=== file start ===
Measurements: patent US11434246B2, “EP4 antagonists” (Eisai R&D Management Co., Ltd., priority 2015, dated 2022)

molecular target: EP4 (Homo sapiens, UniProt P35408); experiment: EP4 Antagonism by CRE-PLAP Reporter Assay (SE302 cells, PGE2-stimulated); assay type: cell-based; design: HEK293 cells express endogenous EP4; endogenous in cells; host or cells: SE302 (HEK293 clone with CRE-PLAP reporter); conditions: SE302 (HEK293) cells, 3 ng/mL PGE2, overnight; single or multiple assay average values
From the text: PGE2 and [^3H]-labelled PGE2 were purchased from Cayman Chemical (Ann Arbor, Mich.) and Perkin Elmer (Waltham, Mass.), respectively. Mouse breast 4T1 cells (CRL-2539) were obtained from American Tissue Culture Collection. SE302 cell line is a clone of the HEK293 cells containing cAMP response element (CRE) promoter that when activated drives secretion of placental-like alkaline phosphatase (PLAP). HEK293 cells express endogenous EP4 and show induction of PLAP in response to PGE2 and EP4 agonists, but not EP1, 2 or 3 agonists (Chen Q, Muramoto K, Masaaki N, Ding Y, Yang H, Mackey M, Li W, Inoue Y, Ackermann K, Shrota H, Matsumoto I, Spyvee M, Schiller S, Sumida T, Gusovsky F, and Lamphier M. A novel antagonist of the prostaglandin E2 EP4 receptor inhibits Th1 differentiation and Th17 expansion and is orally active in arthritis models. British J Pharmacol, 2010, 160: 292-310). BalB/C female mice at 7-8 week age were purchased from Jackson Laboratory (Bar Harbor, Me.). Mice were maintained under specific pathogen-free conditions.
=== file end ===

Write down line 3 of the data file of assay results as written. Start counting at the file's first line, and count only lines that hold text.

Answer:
From the text: PGE2 and [^3H]-labelled PGE2 were purchased from Cayman Chemical (Ann Arbor, Mich.) and Perkin Elmer (Waltham, Mass.), respectively. Mouse breast 4T1 cells (CRL-2539) were obtained from American Tissue Culture Collection. SE302 cell line is a clone of the HEK293 cells containing cAMP response element (CRE) promoter that when activated drives secretion of placental-like alkaline phosphatase (PLAP). HEK293 cells express endogenous EP4 and show induction of PLAP in response to PGE2 and EP4 agonists, but not EP1, 2 or 3 agonists (Chen Q, Muramoto K, Masaaki N, Ding Y, Yang H, Mackey M, Li W, Inoue Y, Ackermann K, Shrota H, Matsumoto I, Spyvee M, Schiller S, Sumida T, Gusovsky F, and Lamphier M. A novel antagonist of the prostaglandin E2 EP4 receptor inhibits Th1 differentiation and Th17 expansion and is orally active in arthritis models. British J Pharmacol, 2010, 160: 292-310). BalB/C female mice at 7-8 week age were purchased from Jackson Laboratory (Bar Harbor, Me.). Mice were maintained under specific pathogen-free conditions.